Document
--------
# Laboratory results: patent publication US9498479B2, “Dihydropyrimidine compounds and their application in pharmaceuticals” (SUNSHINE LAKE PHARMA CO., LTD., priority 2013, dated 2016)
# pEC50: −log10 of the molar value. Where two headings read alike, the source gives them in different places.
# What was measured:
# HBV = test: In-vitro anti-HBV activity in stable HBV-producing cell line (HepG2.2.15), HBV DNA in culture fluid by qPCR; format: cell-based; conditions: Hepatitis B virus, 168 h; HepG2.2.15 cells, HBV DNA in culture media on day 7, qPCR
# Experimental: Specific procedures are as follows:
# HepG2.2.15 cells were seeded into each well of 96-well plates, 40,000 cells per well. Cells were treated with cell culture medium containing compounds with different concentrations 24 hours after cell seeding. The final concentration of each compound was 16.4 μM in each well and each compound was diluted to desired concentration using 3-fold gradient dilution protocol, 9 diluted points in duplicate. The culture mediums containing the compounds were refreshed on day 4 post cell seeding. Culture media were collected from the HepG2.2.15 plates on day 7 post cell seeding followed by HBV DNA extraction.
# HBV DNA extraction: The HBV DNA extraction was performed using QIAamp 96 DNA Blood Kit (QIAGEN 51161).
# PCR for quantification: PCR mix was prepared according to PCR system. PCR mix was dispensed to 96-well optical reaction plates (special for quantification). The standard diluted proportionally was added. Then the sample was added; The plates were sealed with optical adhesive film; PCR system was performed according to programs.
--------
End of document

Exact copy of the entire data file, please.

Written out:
# Laboratory results: patent publication US9498479B2, “Dihydropyrimidine compounds and their application in pharmaceuticals” (SUNSHINE LAKE PHARMA CO., LTD., priority 2013, dated 2016)
# pEC50: −log10 of the molar value. Where two headings read alike, the source gives them in different places.
# What was measured:
# HBV = test: In-vitro anti-HBV activity in stable HBV-producing cell line (HepG2.2.15), HBV DNA in culture fluid by qPCR; format: cell-based; conditions: Hepatitis B virus, 168 h; HepG2.2.15 cells, HBV DNA in culture media on day 7, qPCR
# Experimental: Specific procedures are as follows:
# HepG2.2.15 cells were seeded into each well of 96-well plates, 40,000 cells per well. Cells were treated with cell culture medium containing compounds with different concentrations 24 hours after cell seeding. The final concentration of each compound was 16.4 μM in each well and each compound was diluted to desired concentration using 3-fold gradient dilution protocol, 9 diluted points in duplicate. The culture mediums containing the compounds were refreshed on day 4 post cell seeding. Culture media were collected from the HepG2.2.15 plates on day 7 post cell seeding followed by HBV DNA extraction.
# HBV DNA extraction: The HBV DNA extraction was performed using QIAamp 96 DNA Blood Kit (QIAGEN 51161).
# PCR for quantification: PCR mix was prepared according to PCR system. PCR mix was dispensed to 96-well optical reaction plates (special for quantification). The standard diluted proportionally was added. Then the sample was added; The plates were sealed with optical adhesive film; PCR system was performed according to programs.